Officials check on a half submerged boat after it collided Monday night near Lamma Island, off the southwestern coast of Hong Kong Island Tuesday Oct. 2, 2012. The boat packed with revelers on a long holiday weekend collided with a ferry and sank off Hong Kong, killing at least 36 people and injuring dozens, authorities said. (AP Photo/Vincent Yu)
HONG KONG (AP) — A boat packed with revelers on a long holiday weekend collided with a ferry and sank off Hong Kong, killing at least 36 people and injuring dozens in the deadliest accident to strike the Chinese territory in years.
The boat was carrying utility company workers and their families to famed Victoria Harbour to watch a fireworks display in celebration of China's National Day and mid-autumn festival. The two vessels collided Monday night near Lamma Island off the southwestern coast of Hong Kong Island.
The government said 36 bodies had been recovered as of Tuesday morning and the search was made difficult by low visibility and obstacles on the boat. Details about the victims were not given, though local outlet RTHK reported some of the dead were children.
More than 100 people were rescued and sent to hospitals, and nine had serious or critical injuries, the government's statement said. At least one person appeared to be missing, according to government figures.
Such large-scale accidents are rare for Hong Kong, a semiautonomous enclave off mainland China that has one of Asia's most advanced infrastructures and economies with first-rate public services.
The tragedy is also the latest test for the new administration of Hong Kong's Beijing-installed chief executive, Leung Chun-ying, who rushed to the pier where rescue work was taking place.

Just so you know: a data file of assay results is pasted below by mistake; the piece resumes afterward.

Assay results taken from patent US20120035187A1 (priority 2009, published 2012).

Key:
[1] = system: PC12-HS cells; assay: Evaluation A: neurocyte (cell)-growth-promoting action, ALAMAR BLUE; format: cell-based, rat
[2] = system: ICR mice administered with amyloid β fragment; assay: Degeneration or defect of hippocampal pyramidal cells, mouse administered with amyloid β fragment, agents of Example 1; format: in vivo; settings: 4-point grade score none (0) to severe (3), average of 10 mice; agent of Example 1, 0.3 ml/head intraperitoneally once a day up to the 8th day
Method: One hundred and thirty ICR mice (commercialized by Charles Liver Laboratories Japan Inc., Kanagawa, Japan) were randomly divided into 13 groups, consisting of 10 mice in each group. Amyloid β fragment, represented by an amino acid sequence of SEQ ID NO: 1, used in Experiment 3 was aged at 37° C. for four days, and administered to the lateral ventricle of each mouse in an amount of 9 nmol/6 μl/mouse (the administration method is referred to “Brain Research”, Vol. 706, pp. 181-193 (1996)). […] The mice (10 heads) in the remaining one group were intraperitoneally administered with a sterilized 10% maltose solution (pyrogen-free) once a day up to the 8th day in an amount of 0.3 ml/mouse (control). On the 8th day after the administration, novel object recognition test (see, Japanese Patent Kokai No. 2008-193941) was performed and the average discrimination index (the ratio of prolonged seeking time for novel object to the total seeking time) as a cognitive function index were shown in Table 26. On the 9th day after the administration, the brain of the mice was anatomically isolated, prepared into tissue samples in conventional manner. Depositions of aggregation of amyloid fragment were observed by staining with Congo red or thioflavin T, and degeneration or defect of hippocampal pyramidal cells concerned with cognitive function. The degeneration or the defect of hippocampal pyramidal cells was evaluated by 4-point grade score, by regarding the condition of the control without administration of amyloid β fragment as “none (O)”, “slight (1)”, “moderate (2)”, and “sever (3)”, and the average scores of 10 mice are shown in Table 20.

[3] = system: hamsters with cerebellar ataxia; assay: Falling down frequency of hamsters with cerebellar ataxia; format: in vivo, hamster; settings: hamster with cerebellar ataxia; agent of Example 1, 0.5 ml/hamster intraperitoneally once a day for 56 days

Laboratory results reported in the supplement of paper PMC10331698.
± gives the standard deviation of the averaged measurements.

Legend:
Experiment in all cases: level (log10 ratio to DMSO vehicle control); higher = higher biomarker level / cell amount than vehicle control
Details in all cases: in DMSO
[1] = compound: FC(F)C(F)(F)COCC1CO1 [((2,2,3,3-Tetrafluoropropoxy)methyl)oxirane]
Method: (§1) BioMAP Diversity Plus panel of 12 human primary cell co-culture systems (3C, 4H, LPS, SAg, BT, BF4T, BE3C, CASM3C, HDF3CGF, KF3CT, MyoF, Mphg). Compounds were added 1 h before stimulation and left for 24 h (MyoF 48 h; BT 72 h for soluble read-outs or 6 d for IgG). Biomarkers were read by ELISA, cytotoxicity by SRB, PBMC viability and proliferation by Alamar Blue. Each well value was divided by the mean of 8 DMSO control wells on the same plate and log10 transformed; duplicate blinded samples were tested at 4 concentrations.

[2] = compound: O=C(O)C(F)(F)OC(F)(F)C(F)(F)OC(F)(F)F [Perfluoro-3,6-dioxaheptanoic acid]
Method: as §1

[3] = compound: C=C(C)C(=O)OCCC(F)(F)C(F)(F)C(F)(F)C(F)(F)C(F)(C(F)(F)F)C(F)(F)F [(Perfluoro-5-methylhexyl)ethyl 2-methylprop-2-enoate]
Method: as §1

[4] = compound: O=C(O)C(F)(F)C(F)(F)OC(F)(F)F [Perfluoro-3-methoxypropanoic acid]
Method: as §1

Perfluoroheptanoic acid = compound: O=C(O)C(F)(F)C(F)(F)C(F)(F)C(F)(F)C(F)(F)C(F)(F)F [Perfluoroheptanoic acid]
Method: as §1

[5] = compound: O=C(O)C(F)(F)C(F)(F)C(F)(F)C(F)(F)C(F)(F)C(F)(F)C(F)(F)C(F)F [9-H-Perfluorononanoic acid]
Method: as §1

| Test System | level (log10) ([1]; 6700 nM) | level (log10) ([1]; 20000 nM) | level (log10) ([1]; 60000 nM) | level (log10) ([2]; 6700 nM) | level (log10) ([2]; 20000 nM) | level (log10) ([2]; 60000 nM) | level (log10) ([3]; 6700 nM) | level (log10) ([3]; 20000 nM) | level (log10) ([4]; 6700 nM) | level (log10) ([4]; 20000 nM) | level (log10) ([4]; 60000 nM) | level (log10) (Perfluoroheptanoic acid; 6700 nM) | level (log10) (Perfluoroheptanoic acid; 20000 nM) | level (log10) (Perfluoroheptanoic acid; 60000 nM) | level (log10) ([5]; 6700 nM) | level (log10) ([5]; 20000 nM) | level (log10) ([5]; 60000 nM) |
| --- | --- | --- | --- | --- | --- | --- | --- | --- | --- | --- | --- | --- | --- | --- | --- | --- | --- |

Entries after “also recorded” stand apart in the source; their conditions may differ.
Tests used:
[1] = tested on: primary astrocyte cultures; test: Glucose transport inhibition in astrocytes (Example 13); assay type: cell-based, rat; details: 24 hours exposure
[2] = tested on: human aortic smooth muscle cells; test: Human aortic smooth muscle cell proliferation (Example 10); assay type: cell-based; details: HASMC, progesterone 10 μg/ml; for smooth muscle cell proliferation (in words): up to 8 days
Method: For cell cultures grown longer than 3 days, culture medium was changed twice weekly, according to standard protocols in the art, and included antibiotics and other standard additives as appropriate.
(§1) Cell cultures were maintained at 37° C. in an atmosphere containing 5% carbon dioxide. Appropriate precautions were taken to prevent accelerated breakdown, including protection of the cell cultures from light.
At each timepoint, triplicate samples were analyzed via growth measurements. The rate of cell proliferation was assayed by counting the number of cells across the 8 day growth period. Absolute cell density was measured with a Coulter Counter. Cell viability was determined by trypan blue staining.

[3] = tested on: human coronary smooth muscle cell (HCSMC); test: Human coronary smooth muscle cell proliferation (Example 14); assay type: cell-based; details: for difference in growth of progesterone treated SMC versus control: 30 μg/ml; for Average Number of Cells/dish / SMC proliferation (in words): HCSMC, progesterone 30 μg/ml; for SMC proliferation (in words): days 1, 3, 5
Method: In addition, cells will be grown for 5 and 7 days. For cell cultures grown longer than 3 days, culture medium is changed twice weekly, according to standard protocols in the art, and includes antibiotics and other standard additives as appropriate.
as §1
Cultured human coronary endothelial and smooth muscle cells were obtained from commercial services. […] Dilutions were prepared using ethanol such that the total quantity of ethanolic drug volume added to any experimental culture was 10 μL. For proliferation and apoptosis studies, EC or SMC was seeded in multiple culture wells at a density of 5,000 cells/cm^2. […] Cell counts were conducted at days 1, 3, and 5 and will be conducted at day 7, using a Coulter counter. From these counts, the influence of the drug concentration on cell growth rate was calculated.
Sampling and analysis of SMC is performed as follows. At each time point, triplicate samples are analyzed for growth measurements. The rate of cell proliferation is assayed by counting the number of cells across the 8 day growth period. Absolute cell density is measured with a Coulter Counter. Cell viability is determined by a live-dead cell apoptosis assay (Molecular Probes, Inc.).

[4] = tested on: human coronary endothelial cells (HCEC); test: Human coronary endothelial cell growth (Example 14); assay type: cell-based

Leung's July inauguration was greeted by protests, and opposition by students and their parents against the proposed teaching of China-influenced patriotic history forced his government to back off the plan last month.
"All of Hong Kong's emergency forces are focused here," Leung said earlier. "Wide-ranging rescue work is being carried out on in the sea, land and in the air." Leung said he didn't know what caused the collision but promised a thorough investigation.
After daybreak, the boat was half submerged with its bow pointing almost straight up. A barge was tied alongside it, apparently to stabilize the sunken boat and keep it from tipping further.
Hong Kong fire services had deployed seven boats, including one to support diving operations, and more than 200 rescue personnel, the government said. Four rescue boats and a team of divers also were dispatched from the mainland Chinese province of Guangdong just across the border, the official Xinhua News Agency reported.
"There was a boat that came in close and crashed," said Yuen Sui-see, director of operations at Power Assets Holdings Ltd., which was using the vessel to take staff on the outing. "After the crash, the other boat continued away, it didn't stop." He denied the vessel was overloaded, saying it was carrying 121 passengers and three crew but had capacity for more than 200 passengers.
Local news reports said the boat was hit by a ferry operated by the Hong Kong and Kowloon Ferry company on a regularly scheduled service. RTHK said the ferry captain was afraid to stop in case it sank, too, and returned to port safely. Local TV later showed images of the ferry, with its bow chewed up and chunks missing.
Survivors said the boat started sinking rapidly after the collision. One woman told local television that she swallowed a lot of water as she swam back to shore. Another man said he didn't know where his children were. Neither gave their names.
Lamma is the third-biggest island in Hong Kong and near one of the coastal Chinese city's busiest shipping lanes. The island is home to about 6,000 people, including many of the former British colony's expatriate workers.
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